"The thing about the offensive line is, we have to block the same for all of them," Oher said. "Whoever is back there, it’s like a three-headed monster. They are some great backs. We just have to do the same thing, no matter what.”

When Flacco dropped back to pass on his game-winning 31-yard touchdown pass to wide receiver Mark Clayton, he had sufficient breathing room to let Clayton's post pattern develop and release the football despite the presence of a heavy blitz package.

"We kind of called the play for that," Flacco said. "What they did there, we expected them to do. Mark did a great job at the top of his route. The offensive line did a great job of protecting the gaps and giving me just enough time to get the ball off."

Photo by Sabina Moran

Baskett release by Eagles, not likely to land in Baltimore


OWINGS MILLS -- The Philadelphia Eagles cut wide receiver Hank Baskett after activating quarterback Michael Vick from the exempt list.

Baskett could possibly draw interest from Baltimore because of his ability as a reserve receiver and special-teams player, but has to clear waivers as a vested veteran. The Ravens have a low-ranking waiver priority after making it to the AFC championship game last year, so Baskett will probably wind up somewhere else.

The Ravens are less inclined to pursue wide receivers now after a strong opening game from that group against the Kansas City Chiefs.

Along with Eagles receiver Reggie Brown, Baskett had been linked to the Ravens in trade speculation.

Baskett caught one pass for six yards in the first game and has 72 career receptions for 1,052 yards and six touchdowns during four NFL seasons.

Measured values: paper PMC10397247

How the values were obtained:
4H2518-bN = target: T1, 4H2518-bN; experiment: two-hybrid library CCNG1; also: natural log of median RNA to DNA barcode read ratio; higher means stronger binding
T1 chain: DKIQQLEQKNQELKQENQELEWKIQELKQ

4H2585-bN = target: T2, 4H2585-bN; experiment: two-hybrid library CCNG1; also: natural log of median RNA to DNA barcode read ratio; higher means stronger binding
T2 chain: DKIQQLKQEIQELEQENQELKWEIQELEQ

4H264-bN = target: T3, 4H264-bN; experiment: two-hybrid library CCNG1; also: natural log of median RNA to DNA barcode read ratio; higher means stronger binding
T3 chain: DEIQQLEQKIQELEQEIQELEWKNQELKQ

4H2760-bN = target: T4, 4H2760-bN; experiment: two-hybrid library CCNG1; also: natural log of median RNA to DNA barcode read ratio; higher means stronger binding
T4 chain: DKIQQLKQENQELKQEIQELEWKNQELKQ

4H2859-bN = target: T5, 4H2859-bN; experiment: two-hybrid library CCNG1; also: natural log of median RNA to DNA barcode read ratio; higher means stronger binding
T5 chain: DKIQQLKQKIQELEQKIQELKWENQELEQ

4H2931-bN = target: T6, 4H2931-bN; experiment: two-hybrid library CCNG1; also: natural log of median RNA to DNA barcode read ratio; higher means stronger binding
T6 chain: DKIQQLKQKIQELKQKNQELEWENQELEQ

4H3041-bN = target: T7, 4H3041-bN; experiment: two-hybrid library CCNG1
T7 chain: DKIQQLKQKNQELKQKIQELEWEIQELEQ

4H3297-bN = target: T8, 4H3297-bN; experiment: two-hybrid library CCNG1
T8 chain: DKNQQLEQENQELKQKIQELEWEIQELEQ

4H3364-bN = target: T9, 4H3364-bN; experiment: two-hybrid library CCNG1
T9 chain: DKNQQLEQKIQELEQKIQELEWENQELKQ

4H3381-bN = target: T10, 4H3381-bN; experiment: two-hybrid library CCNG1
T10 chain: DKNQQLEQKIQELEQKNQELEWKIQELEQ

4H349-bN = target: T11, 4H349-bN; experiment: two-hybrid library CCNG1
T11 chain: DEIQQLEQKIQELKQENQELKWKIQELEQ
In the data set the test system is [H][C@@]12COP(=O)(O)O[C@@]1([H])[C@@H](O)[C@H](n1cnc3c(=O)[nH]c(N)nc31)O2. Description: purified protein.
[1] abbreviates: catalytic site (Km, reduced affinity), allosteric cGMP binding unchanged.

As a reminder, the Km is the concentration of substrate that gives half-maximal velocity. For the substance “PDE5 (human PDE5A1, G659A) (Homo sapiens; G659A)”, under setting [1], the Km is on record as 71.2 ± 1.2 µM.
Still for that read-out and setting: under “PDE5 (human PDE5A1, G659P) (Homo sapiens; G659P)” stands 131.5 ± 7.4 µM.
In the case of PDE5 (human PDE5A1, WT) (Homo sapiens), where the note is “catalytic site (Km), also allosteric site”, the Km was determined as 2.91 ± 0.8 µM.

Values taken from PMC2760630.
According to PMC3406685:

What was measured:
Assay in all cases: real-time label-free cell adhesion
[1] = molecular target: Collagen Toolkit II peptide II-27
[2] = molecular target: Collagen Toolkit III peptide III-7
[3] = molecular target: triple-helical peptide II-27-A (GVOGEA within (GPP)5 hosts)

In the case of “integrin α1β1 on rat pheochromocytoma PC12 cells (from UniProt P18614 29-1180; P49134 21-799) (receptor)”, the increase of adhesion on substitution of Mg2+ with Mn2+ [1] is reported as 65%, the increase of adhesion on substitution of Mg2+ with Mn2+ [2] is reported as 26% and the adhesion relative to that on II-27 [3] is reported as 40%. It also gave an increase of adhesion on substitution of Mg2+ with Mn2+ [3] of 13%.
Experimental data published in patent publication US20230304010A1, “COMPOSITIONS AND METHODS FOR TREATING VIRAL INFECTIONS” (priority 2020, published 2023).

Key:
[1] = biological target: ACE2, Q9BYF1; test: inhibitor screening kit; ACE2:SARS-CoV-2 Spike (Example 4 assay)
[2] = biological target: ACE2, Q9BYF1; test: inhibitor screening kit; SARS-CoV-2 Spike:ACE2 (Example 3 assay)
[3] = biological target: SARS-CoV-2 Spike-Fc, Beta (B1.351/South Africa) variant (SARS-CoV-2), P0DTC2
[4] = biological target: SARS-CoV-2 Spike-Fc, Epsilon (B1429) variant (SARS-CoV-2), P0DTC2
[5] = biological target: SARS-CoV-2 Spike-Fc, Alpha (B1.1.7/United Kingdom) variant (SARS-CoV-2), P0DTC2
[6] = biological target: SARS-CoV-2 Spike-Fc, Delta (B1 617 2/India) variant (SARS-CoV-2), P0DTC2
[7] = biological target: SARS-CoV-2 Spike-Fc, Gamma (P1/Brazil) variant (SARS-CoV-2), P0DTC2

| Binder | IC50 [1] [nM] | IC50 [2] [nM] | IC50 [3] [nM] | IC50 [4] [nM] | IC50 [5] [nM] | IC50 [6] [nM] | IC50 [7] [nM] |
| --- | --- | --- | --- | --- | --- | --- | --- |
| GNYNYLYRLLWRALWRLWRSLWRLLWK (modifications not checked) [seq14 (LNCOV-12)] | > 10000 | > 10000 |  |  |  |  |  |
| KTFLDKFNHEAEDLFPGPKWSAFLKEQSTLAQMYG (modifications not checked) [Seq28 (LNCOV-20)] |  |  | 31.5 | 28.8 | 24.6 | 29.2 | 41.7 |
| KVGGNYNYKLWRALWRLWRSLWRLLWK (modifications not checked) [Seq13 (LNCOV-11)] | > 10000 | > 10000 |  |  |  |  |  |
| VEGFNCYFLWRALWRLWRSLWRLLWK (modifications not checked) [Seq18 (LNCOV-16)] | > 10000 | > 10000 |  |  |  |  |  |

Former New York Giants wide receiver David Tyree, who tried out for the Ravens last week, tried out for the St. Louis Rams on Tuesday.

Tyree remains unsigned as the Rams agreed to terms with former Green Bay Packers wide receiver Ruvell Martin after working him out as well as former Tennessee Titans receiver Chris Davis and former New Orleans Sants receiver Skyler Green.

Aaron Wilson covers the Baltimore Ravens for the Carroll County Times and the Annapolis Capital.

Monday, September 14, 2009

Ravens Notebook: Rice, McGahee tandem piling up yards


Ravens hold Larry Johnson to 20 yards

BALTIMORE -- Even with the aerial show the Baltimore Ravens put on during a victory over the Kansas City Chiefs, they haven't abandoned their trademark smash-mouth running game.

The running back tandem of Ray Rice and Willis McGahee provided more than enough yards to keep the Chiefs honest during the Ravens' 38-24 win Sunday at M&T Bank Stadium as Baltimore rushed for 198 yards and two touchdowns.

Rice rushed for 108 yards on 19 carries, including a 22-yard run on a sweep down to the Chiefs' 1-yard line that set up Pro Bowl fullback Le'Ron McClain's touchdown plunge.

"A hundred yards doesn't come easy," Rice said. "We were getting five or six yards at a time and then those five or six-yard runs started turning into 15-yard runs and 10-yard runs and 20-yard runs.